I have a complicated relationship with holidays, one that predates my abandonment of religious belief.Â I have a hard time understanding rituals; I need to understand the logic underlying the holidays.Â The link between Christmas trees, gifts, and the birth of Jesus always seemed too tenuous for credibility.
In graduate school, when I was lost and confused about a career, I took the Meyers-Briggs personality test. Â When I received my results, I laughed â€“ part of the profile stated â€œdoes not readily grasp social rituals.â€Â This description is entirely accurate; I am abysmal with small talk and my attempts in the dating world were a comedy of errors.Â I also struggle to understand the meaning of holidays and traditions.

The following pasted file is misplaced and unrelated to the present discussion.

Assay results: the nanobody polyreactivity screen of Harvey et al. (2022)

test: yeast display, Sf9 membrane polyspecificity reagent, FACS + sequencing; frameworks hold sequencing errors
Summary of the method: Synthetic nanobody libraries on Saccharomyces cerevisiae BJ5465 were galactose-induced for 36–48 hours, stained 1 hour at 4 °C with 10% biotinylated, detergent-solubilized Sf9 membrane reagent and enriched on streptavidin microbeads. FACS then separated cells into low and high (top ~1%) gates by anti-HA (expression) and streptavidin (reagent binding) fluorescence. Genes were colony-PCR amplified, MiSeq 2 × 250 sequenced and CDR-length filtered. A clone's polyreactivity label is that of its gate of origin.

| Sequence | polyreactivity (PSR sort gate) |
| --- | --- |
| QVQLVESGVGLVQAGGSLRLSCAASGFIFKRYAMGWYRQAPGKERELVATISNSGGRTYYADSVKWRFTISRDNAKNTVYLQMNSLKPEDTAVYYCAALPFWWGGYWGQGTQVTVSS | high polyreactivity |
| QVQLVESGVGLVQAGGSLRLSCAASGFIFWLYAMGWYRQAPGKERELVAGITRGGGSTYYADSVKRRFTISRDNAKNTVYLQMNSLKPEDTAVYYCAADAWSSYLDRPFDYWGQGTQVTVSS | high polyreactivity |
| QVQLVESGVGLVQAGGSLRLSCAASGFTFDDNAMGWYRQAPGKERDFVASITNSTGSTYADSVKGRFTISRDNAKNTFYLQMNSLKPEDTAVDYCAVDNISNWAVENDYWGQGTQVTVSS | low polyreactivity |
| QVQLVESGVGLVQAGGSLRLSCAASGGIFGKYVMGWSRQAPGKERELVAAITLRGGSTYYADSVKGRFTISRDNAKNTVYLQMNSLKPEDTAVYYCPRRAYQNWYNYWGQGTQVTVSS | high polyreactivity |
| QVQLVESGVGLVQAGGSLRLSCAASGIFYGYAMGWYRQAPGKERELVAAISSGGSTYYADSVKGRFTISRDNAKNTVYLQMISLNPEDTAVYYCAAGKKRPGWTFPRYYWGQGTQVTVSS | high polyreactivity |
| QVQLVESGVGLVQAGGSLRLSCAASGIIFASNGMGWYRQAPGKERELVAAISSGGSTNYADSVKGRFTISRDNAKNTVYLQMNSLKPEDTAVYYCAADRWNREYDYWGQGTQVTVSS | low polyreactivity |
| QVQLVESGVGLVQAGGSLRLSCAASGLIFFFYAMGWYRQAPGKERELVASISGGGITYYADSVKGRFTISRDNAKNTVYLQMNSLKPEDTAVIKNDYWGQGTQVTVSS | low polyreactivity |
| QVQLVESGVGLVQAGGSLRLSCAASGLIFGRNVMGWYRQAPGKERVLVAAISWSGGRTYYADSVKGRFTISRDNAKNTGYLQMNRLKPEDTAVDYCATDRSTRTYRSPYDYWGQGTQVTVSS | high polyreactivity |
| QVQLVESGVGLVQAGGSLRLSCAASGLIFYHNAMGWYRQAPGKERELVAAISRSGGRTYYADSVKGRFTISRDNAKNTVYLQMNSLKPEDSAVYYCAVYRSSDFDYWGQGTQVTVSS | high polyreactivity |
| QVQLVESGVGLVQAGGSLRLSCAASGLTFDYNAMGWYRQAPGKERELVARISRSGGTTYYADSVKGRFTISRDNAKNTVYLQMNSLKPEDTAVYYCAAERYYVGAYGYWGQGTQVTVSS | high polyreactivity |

In college, one of my roommates was an agnostic Jew.Â For Hanukkah one year, when she was unable to return home to celebrate with her family, we all sat down together to light candles and eat latkes.Â My friend, with her gift for setting people at ease, has a knack of bringing people together.Â As a table, we were a mixture of people; we were musicians and scientists, agnostics and Jews, old and young.Â Between the passing of bread and the conversation of a diverse group of people, the celebration was more about friendship than anything else.Â That was when I started to understand the logic for holidays and celebration; underneath all the stories and rituals is the joy of family and friendship.
As an agnostic, I still celebrate Christmas; I love the scent of pine needles, the sight of snow falling thick upon the trees, the smell of hot chocolate, the brisk feeling of walking into a warm house after a walk in the cold air, the communal feeling of Christmas dinner, and the comfort of friendship.
That is my reason for the season.